We often place ourselves under pressure, experiencing admonishing thoughts critiquing our performance, questioning our worth. The self turns in upon itself. The default mode is in overdrive, a ruminative loop. As our stress levels rise, there is also increased connectivity between these self-referential brain areas and those processing interoceptive information pertaining to bodily discomfort. If we are in this default setting, we are less able to focus attention outside of our self, in order to get on with productive tasks that could remove us from a sticky situation. It becomes hard to disengage from self absorption in order to focus on the world and the opportunities that can present.


Interestingly, the task-positive, executive control network is implicated in control of rhythmic activity of the heart (vagal mediation). And as we have seen, parasympathetic activity can slow the heart, and contribute to keeping higher cognitive functions online – being cool headed and able to get the job done...


What this amounts to is that taking a breath, pausing for a moment, can engage the brain’s connections in such a way as to regain some control over reflexive responses. This can help overcome a tendency to spiral inwards, stuck in a ruminative loop. It can also help engage the higher faculties that can think our way out of predicaments, or at least keep us focused on what we need to do. Or to come up with novel, innovative solutions to possibly insurmountable problems.


The Thai Cave Rescue provides inspiration and insight to us all. Indeed, there are many lessons from extreme situations like this that can be applied to how we deal with stress and adversity in daily life. This is what I specialise in from a research perspective, exploring the mechanisms that underlie human performance and capability under pressure. I also bring this understanding to bear on coaching practice, to help people manage stress, overcome obstacles to progress, and inspire innovative, breakthrough thinking.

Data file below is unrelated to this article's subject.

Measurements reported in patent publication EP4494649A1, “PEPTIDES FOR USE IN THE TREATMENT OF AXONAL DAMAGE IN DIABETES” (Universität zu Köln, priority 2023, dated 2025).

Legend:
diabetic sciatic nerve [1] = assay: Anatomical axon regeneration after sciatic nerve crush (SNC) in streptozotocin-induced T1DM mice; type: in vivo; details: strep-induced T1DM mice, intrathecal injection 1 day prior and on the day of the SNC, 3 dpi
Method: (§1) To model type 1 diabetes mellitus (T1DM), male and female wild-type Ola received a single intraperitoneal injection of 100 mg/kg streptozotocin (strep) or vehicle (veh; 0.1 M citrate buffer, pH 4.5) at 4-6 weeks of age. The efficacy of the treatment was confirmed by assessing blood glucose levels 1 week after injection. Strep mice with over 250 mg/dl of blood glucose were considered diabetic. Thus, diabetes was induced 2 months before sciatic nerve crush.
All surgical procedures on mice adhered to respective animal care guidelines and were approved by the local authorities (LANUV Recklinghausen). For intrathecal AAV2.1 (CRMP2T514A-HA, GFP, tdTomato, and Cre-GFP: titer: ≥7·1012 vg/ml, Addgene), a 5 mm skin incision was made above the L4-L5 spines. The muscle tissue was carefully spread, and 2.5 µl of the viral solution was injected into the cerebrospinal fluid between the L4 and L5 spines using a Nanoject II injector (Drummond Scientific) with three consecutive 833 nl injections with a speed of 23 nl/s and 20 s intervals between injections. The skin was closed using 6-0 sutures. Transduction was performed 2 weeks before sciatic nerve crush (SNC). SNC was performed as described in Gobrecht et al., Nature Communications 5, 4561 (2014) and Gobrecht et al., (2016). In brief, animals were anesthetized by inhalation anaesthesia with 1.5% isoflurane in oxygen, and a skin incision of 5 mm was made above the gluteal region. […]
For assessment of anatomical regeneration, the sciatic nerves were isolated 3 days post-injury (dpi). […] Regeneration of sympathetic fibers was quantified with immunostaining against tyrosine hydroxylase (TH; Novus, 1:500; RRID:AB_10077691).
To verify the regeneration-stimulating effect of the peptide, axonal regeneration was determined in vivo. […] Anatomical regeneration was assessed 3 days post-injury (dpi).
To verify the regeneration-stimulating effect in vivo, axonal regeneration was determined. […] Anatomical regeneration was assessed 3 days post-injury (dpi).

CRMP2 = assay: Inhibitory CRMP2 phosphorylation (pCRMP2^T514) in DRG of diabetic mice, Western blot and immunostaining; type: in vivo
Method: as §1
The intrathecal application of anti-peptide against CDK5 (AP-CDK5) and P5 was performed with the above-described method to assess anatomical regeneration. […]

One way in which I do this is to take people into the wild and facilitate adventure challenges which engage the stress circuits talked about earlier. Adventurous activities can stimulate the stress-response, whilst offering opportunity to take control and modulate autonomic system reactivity to the situation. With appropriate mindset coaching and some techniques I have alluded to, the stress system can get a jolly good work out! You might have sore stomach muscles after a cardio session, but you’ll have a stronger core for having done so! Likewise with the stress-circuit and a capacity to find some calm under pressure.


Don’t worry, it won’t involve being trapped in a cave or stranded on a cliff edge...


Unless that tickles your fancy of course!

Please get in touch if you want to be involved in a facilitated stress-circuit, or to explore possibilities in the corporate and team building space, through adventures, talks and workshops!



References:

Bauer, C.C.C., Whitfield-Gabrieli, S., Díaz, J.L., Pasaye, E.H., Barrios, F.A. (2019). From State-to-Trait Meditation: Reconfiguration of Central Executive and Default Mode Networks. eNeuro.;6(6):ENEURO.0335-18.2019.


Chand, T., Li, M., Jamalabadi, H., Wagner, G., Lord, A., Alizadeh, S., Danyeli, L.V., Herrmann, L., Walter, M., Sen, Z.D. (2020). Heart Rate Variability as an Index of Differential Brain Dynamics at Rest and After Acute Stress Induction. Front Neurosci.;14:645.


De Couck, M., Caers, R., Musch, L., Fliegauf, J., Giangreco, A., Gidron, Y. (2019). How breathing can help you make better decisions: Two studies on the effects of breathing patterns on heart rate variability and decision-making in business cases. Int J Psychophysiol. 139:1-9.


Schulz A, Vögele C. Interoception and stress. (2015). Front Psychol.;6:993.